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“Wilderness” is a Tapestry of Consequences

This review contains spoilers for Prime Video’s Wilderness.

We open on a convertible car so blue it looks as if it were a drop from the clear daytime sky above it. In it, a grinning couple who unknowingly run over a black widow spider, the attractive pair looking picture-perfect in more ways than one. Liv (Jenna Coleman) makes it clear in her voiceover monologue that the perfection of such an image comes not from genuinity, but from meticulous construction. Evidently, her marriage to Will Taylor (Oliver Jackson-Cohen) is far rockier than the terrain surrounding them.

Prime Video’s Wilderness is an adaptation of B.E. Jones’s novel of the same name. Liv takes the viewer into her confidence as we discover the extent of her husband’s betrayal alongside her while she keeps her knowledge a secret. She seeks out everything from the identity of the woman her husband is defiling his marriage with to her running schedule, her gym and her nightclub of choice. Liv bides her time, seemingly allowing her husband to marinate in his lies in the days leading up to their “trip of a lifetime”, or as Liv has been planning, the last one Will would have. Rather than being a tale of will-they-won’t-they (fix their marriage), it is a tale of will-she-won’t-she (kill her husband). What was supposed to be a belated honeymoon to rescue a marriage becomes a game of cat and mouse and the viewer constantly wonders, at what point does this blow up in their faces?

Some have compared Wilderness’s Liv Taylor to the likes of Gone Girl’s Amy Dunne. Both have a penchant for winning the audience over with the actions of their flawed and wronged selves. Liv, however, proves to be far less calculating than her Gone Girl counterpart, for she goes from a clever murder attempt that could easily be classed as accidental drowning while the couple go rafting to pushing her husband off a waterfall cliff in a fit of blinding rage. Her “husband” whom she pushed turned out to be Cara Specker, her husband’s colleague who followed them to their hiking trail in Yosemite. Who also happens to be the woman Will is having an affair with.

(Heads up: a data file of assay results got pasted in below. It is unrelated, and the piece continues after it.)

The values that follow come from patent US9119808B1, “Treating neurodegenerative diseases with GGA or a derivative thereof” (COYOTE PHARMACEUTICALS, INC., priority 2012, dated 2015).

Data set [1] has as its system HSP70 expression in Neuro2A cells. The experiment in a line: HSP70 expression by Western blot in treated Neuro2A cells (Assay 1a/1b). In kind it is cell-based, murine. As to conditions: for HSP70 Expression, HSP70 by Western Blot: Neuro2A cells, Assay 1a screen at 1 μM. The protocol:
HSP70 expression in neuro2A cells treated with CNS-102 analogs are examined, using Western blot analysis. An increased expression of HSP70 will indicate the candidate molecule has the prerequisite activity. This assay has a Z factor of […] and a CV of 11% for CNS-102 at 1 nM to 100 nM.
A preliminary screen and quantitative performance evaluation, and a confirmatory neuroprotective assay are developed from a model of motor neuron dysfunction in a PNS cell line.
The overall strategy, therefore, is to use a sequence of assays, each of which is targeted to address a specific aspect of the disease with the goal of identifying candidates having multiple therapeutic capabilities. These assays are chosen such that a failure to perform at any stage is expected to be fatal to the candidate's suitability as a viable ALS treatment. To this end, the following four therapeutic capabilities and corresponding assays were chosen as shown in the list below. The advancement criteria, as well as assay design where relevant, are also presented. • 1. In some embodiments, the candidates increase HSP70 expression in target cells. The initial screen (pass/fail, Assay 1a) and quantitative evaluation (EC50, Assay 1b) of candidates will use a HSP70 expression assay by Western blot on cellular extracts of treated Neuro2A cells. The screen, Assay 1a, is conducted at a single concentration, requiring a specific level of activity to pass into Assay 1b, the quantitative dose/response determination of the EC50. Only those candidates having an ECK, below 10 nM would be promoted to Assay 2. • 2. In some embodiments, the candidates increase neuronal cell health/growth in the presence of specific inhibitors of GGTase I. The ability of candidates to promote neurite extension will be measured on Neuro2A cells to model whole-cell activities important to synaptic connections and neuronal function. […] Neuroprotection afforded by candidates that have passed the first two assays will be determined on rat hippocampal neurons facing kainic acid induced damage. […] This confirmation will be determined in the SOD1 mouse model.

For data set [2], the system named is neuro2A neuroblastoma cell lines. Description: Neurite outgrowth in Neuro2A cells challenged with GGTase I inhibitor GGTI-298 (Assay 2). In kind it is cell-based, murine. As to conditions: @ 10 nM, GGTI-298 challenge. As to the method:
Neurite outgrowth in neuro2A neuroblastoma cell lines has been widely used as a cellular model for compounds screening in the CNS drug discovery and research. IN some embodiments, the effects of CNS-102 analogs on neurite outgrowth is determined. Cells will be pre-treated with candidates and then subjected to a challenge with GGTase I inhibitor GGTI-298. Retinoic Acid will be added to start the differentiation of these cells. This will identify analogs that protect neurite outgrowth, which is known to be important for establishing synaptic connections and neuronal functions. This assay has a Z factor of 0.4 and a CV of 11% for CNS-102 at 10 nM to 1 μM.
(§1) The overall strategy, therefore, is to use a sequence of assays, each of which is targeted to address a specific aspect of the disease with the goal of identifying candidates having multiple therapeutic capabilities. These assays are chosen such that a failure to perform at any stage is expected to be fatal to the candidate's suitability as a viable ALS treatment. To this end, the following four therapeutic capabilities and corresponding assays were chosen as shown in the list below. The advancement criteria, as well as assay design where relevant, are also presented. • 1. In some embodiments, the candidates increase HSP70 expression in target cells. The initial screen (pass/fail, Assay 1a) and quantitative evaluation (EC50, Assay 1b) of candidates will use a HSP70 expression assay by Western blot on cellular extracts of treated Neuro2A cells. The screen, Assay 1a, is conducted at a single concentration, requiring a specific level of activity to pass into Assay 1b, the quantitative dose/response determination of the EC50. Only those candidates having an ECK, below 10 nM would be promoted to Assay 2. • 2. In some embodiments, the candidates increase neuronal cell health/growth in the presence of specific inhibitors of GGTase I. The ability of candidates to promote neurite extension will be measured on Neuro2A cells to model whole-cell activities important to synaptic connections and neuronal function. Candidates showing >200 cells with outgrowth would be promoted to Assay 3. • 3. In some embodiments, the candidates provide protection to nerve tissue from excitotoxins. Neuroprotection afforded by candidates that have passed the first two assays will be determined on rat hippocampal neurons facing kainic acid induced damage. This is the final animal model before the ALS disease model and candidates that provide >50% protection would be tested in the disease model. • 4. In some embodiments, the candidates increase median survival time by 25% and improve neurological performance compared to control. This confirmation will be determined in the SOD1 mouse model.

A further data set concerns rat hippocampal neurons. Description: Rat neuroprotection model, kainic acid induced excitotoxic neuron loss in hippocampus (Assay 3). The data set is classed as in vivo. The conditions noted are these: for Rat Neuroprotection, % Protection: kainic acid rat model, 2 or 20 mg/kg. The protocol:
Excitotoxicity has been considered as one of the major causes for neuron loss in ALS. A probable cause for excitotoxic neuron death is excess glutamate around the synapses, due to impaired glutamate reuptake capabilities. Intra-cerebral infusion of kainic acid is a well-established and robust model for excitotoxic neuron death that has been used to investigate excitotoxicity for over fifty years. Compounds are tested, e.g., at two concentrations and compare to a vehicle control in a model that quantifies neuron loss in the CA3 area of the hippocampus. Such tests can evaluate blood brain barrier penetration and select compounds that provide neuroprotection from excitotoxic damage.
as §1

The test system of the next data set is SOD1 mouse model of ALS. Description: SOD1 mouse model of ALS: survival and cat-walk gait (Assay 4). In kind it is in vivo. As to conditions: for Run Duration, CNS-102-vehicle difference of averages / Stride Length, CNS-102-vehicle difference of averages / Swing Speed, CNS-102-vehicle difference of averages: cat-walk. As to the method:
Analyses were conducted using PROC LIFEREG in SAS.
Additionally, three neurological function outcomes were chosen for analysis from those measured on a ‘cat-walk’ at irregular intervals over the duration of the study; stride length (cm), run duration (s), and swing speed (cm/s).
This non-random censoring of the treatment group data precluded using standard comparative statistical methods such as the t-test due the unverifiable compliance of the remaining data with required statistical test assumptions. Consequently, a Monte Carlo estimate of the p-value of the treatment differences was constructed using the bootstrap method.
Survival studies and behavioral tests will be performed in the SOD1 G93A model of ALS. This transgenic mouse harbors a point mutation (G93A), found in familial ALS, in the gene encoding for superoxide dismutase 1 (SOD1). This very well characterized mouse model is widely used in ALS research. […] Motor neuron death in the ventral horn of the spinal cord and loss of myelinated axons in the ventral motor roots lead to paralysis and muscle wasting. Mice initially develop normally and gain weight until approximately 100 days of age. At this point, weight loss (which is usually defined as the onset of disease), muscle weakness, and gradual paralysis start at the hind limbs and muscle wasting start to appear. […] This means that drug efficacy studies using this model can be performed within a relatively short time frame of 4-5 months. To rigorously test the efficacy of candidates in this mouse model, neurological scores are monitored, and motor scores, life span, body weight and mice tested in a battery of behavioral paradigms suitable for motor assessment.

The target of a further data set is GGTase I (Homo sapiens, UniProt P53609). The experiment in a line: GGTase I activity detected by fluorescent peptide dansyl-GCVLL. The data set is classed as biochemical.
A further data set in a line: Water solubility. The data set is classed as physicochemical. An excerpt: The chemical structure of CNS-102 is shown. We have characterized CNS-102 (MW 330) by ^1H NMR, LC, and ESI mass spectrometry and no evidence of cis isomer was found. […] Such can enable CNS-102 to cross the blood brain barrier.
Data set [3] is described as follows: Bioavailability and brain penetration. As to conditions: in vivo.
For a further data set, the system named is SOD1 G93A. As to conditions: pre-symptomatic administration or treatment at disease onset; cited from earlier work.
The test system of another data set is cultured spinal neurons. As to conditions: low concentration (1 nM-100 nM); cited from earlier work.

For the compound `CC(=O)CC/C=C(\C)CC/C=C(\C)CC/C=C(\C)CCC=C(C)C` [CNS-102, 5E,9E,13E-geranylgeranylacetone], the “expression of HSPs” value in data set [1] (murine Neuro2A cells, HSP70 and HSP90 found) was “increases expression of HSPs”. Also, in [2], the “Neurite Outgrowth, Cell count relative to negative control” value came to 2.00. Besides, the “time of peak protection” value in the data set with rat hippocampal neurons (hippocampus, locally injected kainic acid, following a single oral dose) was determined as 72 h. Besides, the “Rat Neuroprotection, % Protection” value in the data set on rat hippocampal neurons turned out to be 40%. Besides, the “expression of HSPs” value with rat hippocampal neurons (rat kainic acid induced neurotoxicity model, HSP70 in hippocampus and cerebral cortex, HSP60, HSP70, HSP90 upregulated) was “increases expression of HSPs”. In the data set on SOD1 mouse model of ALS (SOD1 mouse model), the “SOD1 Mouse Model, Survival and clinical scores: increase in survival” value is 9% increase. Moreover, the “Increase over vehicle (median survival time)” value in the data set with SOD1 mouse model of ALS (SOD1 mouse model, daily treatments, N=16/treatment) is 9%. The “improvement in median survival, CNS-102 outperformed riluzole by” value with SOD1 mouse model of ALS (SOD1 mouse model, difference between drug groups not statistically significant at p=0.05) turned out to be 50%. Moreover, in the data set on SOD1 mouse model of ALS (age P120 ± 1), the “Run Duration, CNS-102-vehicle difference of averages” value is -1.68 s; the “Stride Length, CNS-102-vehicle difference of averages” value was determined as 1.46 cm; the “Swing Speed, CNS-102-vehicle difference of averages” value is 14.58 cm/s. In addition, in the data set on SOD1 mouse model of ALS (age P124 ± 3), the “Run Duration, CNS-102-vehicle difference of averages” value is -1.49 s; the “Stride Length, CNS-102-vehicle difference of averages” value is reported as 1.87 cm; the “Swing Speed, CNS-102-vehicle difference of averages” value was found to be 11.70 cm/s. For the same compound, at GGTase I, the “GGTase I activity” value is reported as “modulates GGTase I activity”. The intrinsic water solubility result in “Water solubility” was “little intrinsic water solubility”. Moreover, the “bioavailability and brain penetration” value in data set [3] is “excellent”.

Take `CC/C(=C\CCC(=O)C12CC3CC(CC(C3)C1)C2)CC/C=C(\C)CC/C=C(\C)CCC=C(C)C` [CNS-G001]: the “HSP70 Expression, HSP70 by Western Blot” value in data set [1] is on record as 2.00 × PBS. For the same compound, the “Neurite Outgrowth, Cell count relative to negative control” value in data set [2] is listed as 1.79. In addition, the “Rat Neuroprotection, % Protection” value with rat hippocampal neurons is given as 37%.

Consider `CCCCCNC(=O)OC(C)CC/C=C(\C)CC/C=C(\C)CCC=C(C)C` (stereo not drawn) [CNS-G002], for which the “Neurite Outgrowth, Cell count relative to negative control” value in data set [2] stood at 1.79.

This turn of events could almost take on the colour of a dark farce. Coupled with Liv’s f*ck-around-and-find-out attitude to her murder plot, Wilderness did miss out on the opportunity to be truly unique as a black absurdist thriller piece. Had the show mimicked the campiness and self-satirising elements of its aptly-chosen theme song, Taylor Swift’s Look What You Made Me Do, perhaps the end result would have been far more subversive and original. It is worth noting that the vengeful characters of Liv Taylor and Amy Dunne are portrayed by women who are cisgender, white, able-bodied and conventionally attractive, which begs the question, how far would viewer sympathy go had Liv not been one or more of these things?

Some recent pieces of genre media have taken an oft-used trope and comically subverted it to make fun of certain overused cliches and/or to expose the insensitive and problematic nature of such motifs. Deadloch, another Prime original, is one such series. The Kate McCartney and Kate McLennan-created show (titled Funny Broadchurch while it was in development) takes common Nordic noir tropes like flawed protagonists, bleak atmospheres and a small town plagued by violent crimes, which more often than not victimise women, and pulls its pants inside-out to reveal a distinctive, freshly feminist satire. While it is sincere, Wilderness may have been a more innovative creation had it taken the opportunity to do something similar within its genre.

A series that is otherwise well-made and features excellent performances, Wilderness is a gratifying and cathartic tale of revenge. In a world that is hastily and cruelly withdrawing the human rights and bodily autonomy that women have fought for centuries to have, the series serves as relevant and timely representation, or a reminder, that sadistically pushing somebody to their limit time and time again inevitably results in pushback. And this pushback can be deadly.

Perhaps, this lesson on the consequences of pushing someone to the end of their tether is something that Prime Video and its partners in the AMPTP (Alliance of Motion Pictures Trade Partners) should take to heart. This review was written during the 2023 WGA and SAG-AFTRA strikes in favour of fair compensation and employment protection for its artists. Without the creativity and labour of members of such unions, work like this would not exist.

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